Smoking Bans and Smell
At Crooked Timber Henry reports on the effects of recent smoking bans:
When Ireland banned smoking in enclosed spaces in 2004, I would have been prepared to bet large amounts of money that the ban would be universally ignored (Irish citizens have historically had a flexible attitude to the interpretation of legal rules that don’t suit them). In particular, I would have predicted that the ban would never work in pubs. But it did – pretty well instantaneously as best as I could tell. If it hadn’t been for the Irish example, I would have bet even larger amounts that the ban would never have taken off in Italy (where storeowners are legally obliged to give you a receipt when you buy something, to make it more difficult for them to fiddle taxes, and where the general attitude to large swathes of civil and criminal law seems best characterized as a kind of amiable contempt). But again, it appears to have worked.My comment:
I haven’t seen any research on this (if someone knows of any, let me know in comments), but my best guess in the absence of good evidence would be that the success of the ban reflected instabilities in previously existing informal norms about where people could or could not smoke.
The Irish case is very interesting, and not what I would have expected, either.
I think one reason for the norm fragility on this issue is a peculiarity of the nervous system. Speaking as a lifetime non-smoker, one of the things that annoys me most is the smell. Smell is the most adaptation-prone of the senses: that is, we "get used" to smells more quickly and thoroughly than for other types of stimuli. The consequences for smoking are:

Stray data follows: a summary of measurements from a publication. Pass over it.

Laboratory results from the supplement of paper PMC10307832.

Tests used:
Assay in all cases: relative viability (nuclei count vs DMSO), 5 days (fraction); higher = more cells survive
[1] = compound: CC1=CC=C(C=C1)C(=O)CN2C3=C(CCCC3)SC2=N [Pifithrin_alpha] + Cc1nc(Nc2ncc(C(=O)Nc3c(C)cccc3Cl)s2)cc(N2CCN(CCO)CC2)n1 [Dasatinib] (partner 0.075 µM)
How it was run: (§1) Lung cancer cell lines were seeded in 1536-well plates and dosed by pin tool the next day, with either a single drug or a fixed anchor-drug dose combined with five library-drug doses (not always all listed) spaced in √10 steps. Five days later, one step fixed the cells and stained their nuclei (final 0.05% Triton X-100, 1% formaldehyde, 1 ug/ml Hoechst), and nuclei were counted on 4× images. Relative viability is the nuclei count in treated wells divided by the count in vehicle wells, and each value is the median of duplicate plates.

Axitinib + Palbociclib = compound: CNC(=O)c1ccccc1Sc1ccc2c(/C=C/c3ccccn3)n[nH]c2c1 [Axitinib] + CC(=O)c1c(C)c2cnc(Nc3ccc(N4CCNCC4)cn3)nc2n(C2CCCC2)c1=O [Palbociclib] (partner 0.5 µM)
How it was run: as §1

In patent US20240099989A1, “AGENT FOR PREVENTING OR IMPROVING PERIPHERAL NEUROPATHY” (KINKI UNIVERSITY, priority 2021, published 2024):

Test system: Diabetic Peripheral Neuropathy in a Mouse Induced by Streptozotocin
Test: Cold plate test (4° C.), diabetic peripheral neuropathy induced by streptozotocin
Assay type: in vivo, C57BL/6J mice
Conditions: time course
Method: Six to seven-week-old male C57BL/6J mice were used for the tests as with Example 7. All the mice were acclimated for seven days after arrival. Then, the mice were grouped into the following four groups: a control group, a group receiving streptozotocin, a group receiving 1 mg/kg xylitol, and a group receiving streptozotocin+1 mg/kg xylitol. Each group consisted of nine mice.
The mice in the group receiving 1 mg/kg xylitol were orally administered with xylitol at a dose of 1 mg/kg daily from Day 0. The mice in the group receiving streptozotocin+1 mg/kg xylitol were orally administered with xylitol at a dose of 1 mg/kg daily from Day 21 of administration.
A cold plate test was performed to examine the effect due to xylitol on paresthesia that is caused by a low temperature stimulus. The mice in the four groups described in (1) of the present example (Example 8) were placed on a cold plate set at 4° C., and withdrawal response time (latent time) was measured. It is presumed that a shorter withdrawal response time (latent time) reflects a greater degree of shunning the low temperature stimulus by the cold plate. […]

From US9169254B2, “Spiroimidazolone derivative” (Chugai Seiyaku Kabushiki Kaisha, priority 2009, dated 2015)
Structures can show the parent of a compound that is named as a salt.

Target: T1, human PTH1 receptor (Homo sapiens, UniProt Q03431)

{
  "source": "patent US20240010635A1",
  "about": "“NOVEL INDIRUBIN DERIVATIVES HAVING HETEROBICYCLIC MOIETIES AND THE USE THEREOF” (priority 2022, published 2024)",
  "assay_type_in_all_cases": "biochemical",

a) smokers have no idea what it smells like, none.
b) as the number of smokers goes down, the smoke from the remaining ones is *more* annoying and obvious to non-smokers, because we're no longer adapted to moving through a constant blue-gray fog.
In the 60s and 70s, everyone smoked in eating/drinking places all the time, it was just part of how they were. By the 90s, it was much less common, and I'd feel free to leave a place if it was too smoky. Now, I can tell if my husband has talked to a smoker, by the smell clinging to his clothes; I've returned books to the library, because the previous borrower had smoked while reading them and the smell wafting up from the pags was repulsive.
So I think it's partly that a lot of people were looking for an excuse to ask people to stop smoking, but also that the fewer smokers there are in the population the more stinky they seem.